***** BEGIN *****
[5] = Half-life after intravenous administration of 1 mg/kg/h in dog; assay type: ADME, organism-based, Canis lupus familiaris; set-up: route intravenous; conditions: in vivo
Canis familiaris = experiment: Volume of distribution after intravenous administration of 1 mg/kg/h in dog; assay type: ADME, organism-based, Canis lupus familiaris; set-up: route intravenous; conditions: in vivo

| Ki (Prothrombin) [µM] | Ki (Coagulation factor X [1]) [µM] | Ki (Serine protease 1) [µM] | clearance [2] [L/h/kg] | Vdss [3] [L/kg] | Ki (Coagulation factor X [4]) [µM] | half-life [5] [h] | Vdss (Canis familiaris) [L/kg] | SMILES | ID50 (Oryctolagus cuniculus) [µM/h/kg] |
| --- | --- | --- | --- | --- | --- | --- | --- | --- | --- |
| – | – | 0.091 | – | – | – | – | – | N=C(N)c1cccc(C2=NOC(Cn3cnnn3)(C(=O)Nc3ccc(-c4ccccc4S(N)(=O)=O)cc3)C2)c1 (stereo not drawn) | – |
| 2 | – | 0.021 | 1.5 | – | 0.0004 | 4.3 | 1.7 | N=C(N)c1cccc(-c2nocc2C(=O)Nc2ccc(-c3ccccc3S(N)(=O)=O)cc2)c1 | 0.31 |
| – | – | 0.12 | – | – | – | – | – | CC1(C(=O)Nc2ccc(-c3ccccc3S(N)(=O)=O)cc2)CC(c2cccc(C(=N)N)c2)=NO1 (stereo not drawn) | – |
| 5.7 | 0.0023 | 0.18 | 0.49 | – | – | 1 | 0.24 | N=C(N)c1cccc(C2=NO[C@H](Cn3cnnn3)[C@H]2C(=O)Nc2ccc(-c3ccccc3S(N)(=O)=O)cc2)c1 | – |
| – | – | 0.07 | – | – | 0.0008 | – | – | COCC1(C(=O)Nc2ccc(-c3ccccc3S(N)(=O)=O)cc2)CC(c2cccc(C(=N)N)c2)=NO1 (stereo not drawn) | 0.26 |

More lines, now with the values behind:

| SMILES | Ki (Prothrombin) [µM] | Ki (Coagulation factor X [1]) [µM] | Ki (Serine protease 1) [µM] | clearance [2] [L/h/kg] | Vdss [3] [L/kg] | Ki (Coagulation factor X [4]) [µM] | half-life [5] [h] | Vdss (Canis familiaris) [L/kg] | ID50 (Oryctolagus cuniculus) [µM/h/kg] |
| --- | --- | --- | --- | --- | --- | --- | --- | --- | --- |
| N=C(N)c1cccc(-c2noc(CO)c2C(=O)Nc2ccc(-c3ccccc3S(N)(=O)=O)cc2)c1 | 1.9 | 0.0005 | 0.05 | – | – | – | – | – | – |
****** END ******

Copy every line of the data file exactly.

[5] = Half-life after intravenous administration of 1 mg/kg/h in dog; assay type: ADME, organism-based, Canis lupus familiaris; set-up: route intravenous; conditions: in vivo
Canis familiaris = experiment: Volume of distribution after intravenous administration of 1 mg/kg/h in dog; assay type: ADME, organism-based, Canis lupus familiaris; set-up: route intravenous; conditions: in vivo

| Ki (Prothrombin) [µM] | Ki (Coagulation factor X [1]) [µM] | Ki (Serine protease 1) [µM] | clearance [2] [L/h/kg] | Vdss [3] [L/kg] | Ki (Coagulation factor X [4]) [µM] | half-life [5] [h] | Vdss (Canis familiaris) [L/kg] | SMILES | ID50 (Oryctolagus cuniculus) [µM/h/kg] |
| --- | --- | --- | --- | --- | --- | --- | --- | --- | --- |
| – | – | 0.091 | – | – | – | – | – | N=C(N)c1cccc(C2=NOC(Cn3cnnn3)(C(=O)Nc3ccc(-c4ccccc4S(N)(=O)=O)cc3)C2)c1 (stereo not drawn) | – |
| 2 | – | 0.021 | 1.5 | – | 0.0004 | 4.3 | 1.7 | N=C(N)c1cccc(-c2nocc2C(=O)Nc2ccc(-c3ccccc3S(N)(=O)=O)cc2)c1 | 0.31 |
| – | – | 0.12 | – | – | – | – | – | CC1(C(=O)Nc2ccc(-c3ccccc3S(N)(=O)=O)cc2)CC(c2cccc(C(=N)N)c2)=NO1 (stereo not drawn) | – |
| 5.7 | 0.0023 | 0.18 | 0.49 | – | – | 1 | 0.24 | N=C(N)c1cccc(C2=NO[C@H](Cn3cnnn3)[C@H]2C(=O)Nc2ccc(-c3ccccc3S(N)(=O)=O)cc2)c1 | – |
| – | – | 0.07 | – | – | 0.0008 | – | – | COCC1(C(=O)Nc2ccc(-c3ccccc3S(N)(=O)=O)cc2)CC(c2cccc(C(=N)N)c2)=NO1 (stereo not drawn) | 0.26 |

More lines, now with the values behind:

| SMILES | Ki (Prothrombin) [µM] | Ki (Coagulation factor X [1]) [µM] | Ki (Serine protease 1) [µM] | clearance [2] [L/h/kg] | Vdss [3] [L/kg] | Ki (Coagulation factor X [4]) [µM] | half-life [5] [h] | Vdss (Canis familiaris) [L/kg] | ID50 (Oryctolagus cuniculus) [µM/h/kg] |
| --- | --- | --- | --- | --- | --- | --- | --- | --- | --- |
| N=C(N)c1cccc(-c2noc(CO)c2C(=O)Nc2ccc(-c3ccccc3S(N)(=O)=O)cc2)c1 | 1.9 | 0.0005 | 0.05 | – | – | – | – | – | – |